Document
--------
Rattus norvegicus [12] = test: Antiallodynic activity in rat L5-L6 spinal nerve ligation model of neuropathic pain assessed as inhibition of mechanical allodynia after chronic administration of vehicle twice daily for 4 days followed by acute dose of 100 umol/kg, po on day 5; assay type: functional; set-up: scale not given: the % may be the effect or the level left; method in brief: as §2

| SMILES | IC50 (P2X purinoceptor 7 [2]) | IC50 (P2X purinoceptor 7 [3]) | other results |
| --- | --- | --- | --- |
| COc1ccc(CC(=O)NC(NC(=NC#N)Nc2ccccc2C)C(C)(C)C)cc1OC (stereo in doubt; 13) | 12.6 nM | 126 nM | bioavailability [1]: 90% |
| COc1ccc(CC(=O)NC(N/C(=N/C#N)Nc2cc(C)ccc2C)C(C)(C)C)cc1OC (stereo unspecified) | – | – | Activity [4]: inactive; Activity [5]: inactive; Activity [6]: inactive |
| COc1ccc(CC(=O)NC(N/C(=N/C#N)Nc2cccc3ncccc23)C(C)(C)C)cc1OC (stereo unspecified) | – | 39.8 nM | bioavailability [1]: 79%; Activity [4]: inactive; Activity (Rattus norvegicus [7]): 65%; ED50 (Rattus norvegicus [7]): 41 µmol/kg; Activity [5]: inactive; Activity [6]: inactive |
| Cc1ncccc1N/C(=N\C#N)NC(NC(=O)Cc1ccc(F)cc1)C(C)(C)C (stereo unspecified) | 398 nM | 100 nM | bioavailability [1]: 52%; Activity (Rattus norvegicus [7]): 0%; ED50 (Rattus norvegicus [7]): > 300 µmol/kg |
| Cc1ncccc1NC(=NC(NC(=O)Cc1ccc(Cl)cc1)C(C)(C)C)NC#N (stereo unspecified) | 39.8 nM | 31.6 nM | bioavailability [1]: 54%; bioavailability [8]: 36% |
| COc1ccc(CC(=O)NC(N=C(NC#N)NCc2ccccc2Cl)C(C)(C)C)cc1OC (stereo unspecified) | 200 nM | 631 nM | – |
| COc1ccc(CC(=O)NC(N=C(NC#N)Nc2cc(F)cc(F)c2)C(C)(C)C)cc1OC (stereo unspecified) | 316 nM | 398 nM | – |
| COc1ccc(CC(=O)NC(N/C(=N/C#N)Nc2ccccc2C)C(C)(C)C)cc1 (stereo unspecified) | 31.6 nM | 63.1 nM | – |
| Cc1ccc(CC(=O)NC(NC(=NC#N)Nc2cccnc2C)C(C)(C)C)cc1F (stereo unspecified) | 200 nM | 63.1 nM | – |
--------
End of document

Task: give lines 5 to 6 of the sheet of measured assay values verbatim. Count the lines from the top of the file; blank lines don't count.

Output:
| COc1ccc(CC(=O)NC(N/C(=N/C#N)Nc2cc(C)ccc2C)C(C)(C)C)cc1OC (stereo unspecified) | – | – | Activity [4]: inactive; Activity [5]: inactive; Activity [6]: inactive |
| COc1ccc(CC(=O)NC(N/C(=N/C#N)Nc2cccc3ncccc23)C(C)(C)C)cc1OC (stereo unspecified) | – | 39.8 nM | bioavailability [1]: 79%; Activity [4]: inactive; Activity (Rattus norvegicus [7]): 65%; ED50 (Rattus norvegicus [7]): 41 µmol/kg; Activity [5]: inactive; Activity [6]: inactive |